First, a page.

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Have you ever watched a pianist play a really fast song? Maybe you’ve wanted to play piano yourself, or maybe you just wondered how they do it. Piano is an easy instrument to learn. You push a key, and a note sounds. Compared to instruments like the violin, which take months and months of dedicated practice before a pleasant sound comes out, piano seems like a walk in the park.
This simple fact is that piano is not only an easy instrument to learn, it’s also one of the easiest instruments to learn to play badly. Many piano students become so enraptured with the idea of moving forward quickly, that the idea of playing piano fast becomes a goal. Honestly, what is there to show off about, when anyone can walk up to a piano, press a key and make a sound?
Well, the simplicity of playing piano is one of the drawbacks of the instrument. You see, most piano players don’t learn patience with the process. We want to play fast, to really show we can do our stuff, and often what happens when we take on all that speed, is the quality of the playing is compromised.
Varying tempos is one of the first signs of a pianist who really isn’t up to the speed. Haven’t we all experienced the joy of playing easy passages quickly, and then being caught unaware when that one tricky riff comes up? If you’re the typically impatient pianist, you’ll race past that tough part, maybe missing a few notes, and hope that nobody notices by the time you’re finished. Kind of like a racer going for the finish line.
The thing about music is that it’s really quite different from sports. There are tender emotions as well as exciting moments, and those slower and softer songs are often some of the most meaningful, when contrasted with the louder and faster songs we wish we could play. However, the idea is contrast, and fast songs do need to be part of our repertoire. So, here’s how to learn a fast song:
Be patient … start with the basics, and find the most difficult part of the song. Find out how slow you need to go, to play that part accurately. Use a metronome, and set it at that slow pace. If you don’t have a metronome, you can search for one online. I like the simple metronome at bestmetronome because it’s cute and retro. Set the metronome at that slow pace, and play the entire song at that slow pace. Yes, even the easy parts. Play it perfectly again and again.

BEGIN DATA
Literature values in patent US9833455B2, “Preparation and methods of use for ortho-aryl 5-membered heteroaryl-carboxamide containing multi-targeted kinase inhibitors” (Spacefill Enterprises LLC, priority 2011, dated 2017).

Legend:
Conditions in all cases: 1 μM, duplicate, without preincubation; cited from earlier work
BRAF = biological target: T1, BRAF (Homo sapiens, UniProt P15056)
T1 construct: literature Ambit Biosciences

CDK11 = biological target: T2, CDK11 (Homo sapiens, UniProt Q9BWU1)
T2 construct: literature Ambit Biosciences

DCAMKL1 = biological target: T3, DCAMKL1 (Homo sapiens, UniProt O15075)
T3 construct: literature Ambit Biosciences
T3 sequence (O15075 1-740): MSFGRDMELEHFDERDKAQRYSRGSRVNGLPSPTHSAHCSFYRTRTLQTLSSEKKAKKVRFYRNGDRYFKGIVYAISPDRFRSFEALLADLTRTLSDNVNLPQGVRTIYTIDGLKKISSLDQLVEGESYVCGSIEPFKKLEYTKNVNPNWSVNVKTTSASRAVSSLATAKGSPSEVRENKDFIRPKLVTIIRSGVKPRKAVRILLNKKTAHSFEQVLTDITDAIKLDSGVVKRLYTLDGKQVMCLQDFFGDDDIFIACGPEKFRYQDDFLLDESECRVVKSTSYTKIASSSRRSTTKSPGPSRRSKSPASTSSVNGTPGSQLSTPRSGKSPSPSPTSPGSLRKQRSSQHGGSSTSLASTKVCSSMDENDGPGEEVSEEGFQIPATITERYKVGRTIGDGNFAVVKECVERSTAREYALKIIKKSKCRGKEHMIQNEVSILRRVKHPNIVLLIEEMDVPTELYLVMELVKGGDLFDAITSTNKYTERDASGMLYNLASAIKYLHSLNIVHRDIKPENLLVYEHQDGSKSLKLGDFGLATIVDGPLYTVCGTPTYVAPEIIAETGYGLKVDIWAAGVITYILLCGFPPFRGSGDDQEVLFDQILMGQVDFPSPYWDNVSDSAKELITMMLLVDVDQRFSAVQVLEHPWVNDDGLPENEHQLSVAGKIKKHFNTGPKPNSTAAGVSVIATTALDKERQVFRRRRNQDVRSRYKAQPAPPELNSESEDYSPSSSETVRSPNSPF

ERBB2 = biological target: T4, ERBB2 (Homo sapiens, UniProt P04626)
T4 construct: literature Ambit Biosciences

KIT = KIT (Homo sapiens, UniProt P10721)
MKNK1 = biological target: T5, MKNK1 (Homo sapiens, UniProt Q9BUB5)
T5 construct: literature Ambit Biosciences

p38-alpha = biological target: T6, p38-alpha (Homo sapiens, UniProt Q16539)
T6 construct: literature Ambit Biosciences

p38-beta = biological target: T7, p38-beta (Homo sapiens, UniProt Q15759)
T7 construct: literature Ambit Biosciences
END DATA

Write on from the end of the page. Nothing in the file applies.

Watch your fingers. Are there places in the song where your fingers are tripping over each other? Remember, we’re never so advanced in music that we have more than four fingers and a thumb on each hand. Even the best pianists need to come up with specific fingering for certain passages. Go ahead and write in the finger numbers like a beginner … 1-2-3-4-5 … and don’t forget the left hand!
Don’t practice in front of an audience. If you’re practicing at home, and your family listens in while you practice, realize they’re going through your drills just like you. Your song isn’t going to sound anywhere near as good in the beginning as it will in the future.
Don’t practice the same mistake twice. Practicing mistakes teaches you to play inaccurately. If you notice you’re having trouble in certain passages, stop and slow down even more. Work on those specific passages, and give the rest of the song ( which you play well ) a rest. If you practice perfectly, you’ll learn to play perfectly. Yes, even the hard parts.
Celebrate your accomplishments with feelings of confidence. While practicing your “ fast “ song at a snail’s pace, you’ll slowly and surely become more confident about all the little details of fingering, dynamics and, yes, specific notes. You will become enlightened about those complicated places, and before long they will become easy. When you can play smoothly and slowly you’re ready for the next step.
Let your metronome be your best friend. By now, you’re used to that tick-tick-tick and keeping a slow pace throughout the song. Now, push the metronome speed up one notch. You probably won’t notice you’re playing any faster, because metronomes are calibrated to very small increments. If you can play the song at that pace, push the metronome speed up one more notch.
Continue working on speed, one metronome notch at a time. If you start going faster than you can play accurately, then move the metronome speed back down one notch. Work on smoothing out those hard parts, and then playing the whole song at that speed.
Set your goal speed, using the metronome. Slowly work up to that goal speed, one notch at a time. You’ll know you’re ready when your at your goal speed, and playing accurately and confidently.
To see a guitarist demonstrate amazing speed technique with a metronome, check out this Post by Cifras.
Now you’re ready to perform that fast song. Like a sports star who performs on TV, you haven’t invited your audience to your private practice sessions. Nobody but you ( and maybe your family ) will ever know how hard it was for you to learn that fast song. If you can make all that hard work look easy, then you’ve mastered your fast song.